Cartoon Insights

27 03 2011

One of the great things about an extended Spring Break is the fact that you get to do things you may not otherwise get to do throughout the school year. Our family went on our first big road trip to Southern California to meet with family along the way and spend three days at the “Happiest Place On Earth”. Our school district experimented with a 2-week break this year which meant that car travel was possible. Next year, School District 33 is going back to a one-week Spring Break, so this year we decided it was a great opportunity for us to make the big journey.

Exotic breakfasts, sleeping in or getting up early to watch cartoons are rare and luxurious morning choices in our family, but on several occasions on this trip, our boys got to do just that. One one of our stops, our two little fellas discovered that their aunt had a plethora of channels to choose from and they quite enjoyed plunking themselves in front of the giant T.V., (which I’ve learned stands for “thought vacuum”) and flipping through the channels. Apparently it’s wired into the male DNA that we don’t control the remote to see what’s on – we flip channels every few seconds because want to see what else is on.

A bunch of things struck me as we watched cartoons together. Many of today’s cartoons have a lesson (e.g. good people share, it’s wrong to hurt someone without saying sorry, or it’s proper to be polite and respectful to adults). As superficial as these messages may be, today’s cartoons all seem to have a point to them with a moral lesson to be learned. Good always triumphs over evil and in a 1/2 hour program, things always work out and get restored to the original state no matter how many accidents and messes occur.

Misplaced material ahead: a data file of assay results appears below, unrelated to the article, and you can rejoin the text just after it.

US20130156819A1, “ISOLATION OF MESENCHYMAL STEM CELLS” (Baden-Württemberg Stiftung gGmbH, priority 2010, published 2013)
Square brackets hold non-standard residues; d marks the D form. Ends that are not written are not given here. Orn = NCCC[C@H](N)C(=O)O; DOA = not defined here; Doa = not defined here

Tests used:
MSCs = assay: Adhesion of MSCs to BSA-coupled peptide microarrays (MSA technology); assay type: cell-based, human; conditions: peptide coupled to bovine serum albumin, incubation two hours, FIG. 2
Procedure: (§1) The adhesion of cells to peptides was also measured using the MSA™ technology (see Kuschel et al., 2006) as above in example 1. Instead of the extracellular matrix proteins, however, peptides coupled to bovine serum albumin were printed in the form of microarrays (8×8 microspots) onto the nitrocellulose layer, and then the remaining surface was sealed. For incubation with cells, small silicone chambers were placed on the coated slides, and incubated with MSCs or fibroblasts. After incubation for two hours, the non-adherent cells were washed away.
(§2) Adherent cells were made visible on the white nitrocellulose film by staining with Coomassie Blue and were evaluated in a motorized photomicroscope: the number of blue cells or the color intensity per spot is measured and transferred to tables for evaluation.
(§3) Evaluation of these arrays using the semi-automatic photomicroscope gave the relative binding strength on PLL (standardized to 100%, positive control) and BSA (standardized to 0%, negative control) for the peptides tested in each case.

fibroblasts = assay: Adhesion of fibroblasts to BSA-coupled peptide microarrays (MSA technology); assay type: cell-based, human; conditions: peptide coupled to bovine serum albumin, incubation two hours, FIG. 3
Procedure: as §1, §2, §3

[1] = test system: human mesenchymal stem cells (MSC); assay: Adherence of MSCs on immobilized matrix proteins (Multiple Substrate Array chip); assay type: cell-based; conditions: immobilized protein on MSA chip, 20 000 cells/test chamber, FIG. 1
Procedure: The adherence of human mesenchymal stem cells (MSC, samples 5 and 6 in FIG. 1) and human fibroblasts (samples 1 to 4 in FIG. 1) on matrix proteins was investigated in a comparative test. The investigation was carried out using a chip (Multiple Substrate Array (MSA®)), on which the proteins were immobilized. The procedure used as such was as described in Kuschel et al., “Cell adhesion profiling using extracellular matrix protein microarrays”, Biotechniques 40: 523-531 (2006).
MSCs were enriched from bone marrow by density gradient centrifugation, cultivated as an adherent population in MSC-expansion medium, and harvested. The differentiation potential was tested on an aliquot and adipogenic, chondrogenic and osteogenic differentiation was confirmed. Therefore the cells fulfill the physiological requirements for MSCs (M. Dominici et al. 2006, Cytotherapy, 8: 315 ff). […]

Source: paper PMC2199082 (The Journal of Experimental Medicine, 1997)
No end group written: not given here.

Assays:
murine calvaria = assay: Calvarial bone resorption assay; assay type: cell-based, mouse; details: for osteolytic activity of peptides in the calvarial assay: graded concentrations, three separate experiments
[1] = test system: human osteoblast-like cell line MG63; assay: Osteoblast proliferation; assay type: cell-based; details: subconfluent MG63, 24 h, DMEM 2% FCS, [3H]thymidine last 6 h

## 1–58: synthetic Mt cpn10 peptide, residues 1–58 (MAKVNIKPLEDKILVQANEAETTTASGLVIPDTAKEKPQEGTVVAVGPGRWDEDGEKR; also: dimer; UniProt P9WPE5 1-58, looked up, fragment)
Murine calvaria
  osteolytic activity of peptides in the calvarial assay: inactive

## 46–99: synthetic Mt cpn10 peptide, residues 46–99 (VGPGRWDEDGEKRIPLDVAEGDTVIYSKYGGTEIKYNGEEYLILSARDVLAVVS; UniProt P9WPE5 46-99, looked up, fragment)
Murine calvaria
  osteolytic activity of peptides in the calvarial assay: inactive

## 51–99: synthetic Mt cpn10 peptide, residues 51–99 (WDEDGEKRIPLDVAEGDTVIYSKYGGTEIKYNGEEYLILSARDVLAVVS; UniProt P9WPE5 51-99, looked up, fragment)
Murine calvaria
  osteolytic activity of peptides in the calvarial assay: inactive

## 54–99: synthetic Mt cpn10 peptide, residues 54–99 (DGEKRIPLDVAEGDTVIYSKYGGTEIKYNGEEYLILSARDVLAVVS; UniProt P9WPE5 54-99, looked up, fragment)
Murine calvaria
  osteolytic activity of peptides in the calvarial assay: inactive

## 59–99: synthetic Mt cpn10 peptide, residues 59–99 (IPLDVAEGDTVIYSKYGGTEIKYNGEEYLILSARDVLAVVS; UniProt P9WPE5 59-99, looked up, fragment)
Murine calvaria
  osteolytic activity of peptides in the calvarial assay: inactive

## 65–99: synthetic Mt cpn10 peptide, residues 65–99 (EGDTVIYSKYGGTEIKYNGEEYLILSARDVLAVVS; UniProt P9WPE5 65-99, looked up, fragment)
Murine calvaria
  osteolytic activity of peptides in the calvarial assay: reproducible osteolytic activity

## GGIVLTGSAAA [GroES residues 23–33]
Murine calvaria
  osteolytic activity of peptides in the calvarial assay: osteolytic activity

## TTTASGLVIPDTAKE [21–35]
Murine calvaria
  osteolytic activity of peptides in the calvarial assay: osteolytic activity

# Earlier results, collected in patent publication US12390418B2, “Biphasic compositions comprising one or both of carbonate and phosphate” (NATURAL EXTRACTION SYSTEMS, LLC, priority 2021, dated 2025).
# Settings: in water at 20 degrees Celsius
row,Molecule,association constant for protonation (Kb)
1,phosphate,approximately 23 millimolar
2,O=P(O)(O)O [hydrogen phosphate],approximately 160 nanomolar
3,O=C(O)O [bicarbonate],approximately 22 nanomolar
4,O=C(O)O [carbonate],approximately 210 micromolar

When I was growing up, (makes me sound like an old timer now, doesn’t it?) the grainy animated images on KVOS-TV 12 were pretty bad. Violent even. Popeye would get walloped by Brutus, people were getting bonked on the head with cast iron frying pans and that poor coyote had a lot of anvils dropped on him.  How many ACME dynamite boxes exploded in his face? How many times did he chase the RoadRunner and have hard landings from impromptu cliff dives when the road ran out? Cartoons were extremely graphic back then and bullying behavior seemed to be the norm.

Not so anymore. What changed? Cartoons back in the day were terribly aggressive and abusive, but respect for others in real life seemed to be quite high. A shift happened and the cartoons got tamer with moral messages and yet in youth culture these days, there seems to be greater incidences of injustice, racism, bullying, violence and homophobia. Don’t get me wrong, there many GREAT things happening in the classrooms I’m in and so many inspirational young people in the schools that I visit. I’m aware of the good stories. I just want to know what shifted and why.

Could it be that it was our parents that taught us those moral lessons back then and that isn’t happening as much anymore? Could it be that (for some families) it is a struggle just to make it through the day and that intentional moments of what we may have called “good parenting” in the past just aren’t on the front burner anymore? I’m noticing a trend in that there are a lot of “surrogate parents” out there for kids (teachers, coaches, club leaders, youth leaders) and maybe, just maybe, our kids are getting bombarded with positive messages from all angles and that parents no longer feel that their voice is the only one that kids need to hear anymore. But in situations of moral and ethical issues, shouldn’t mom & dad’s voices be the loudest one that rings in our kid’s ears?

Watching cartoons with my boys over the Spring Break sure seemed to raise a lot of questions.

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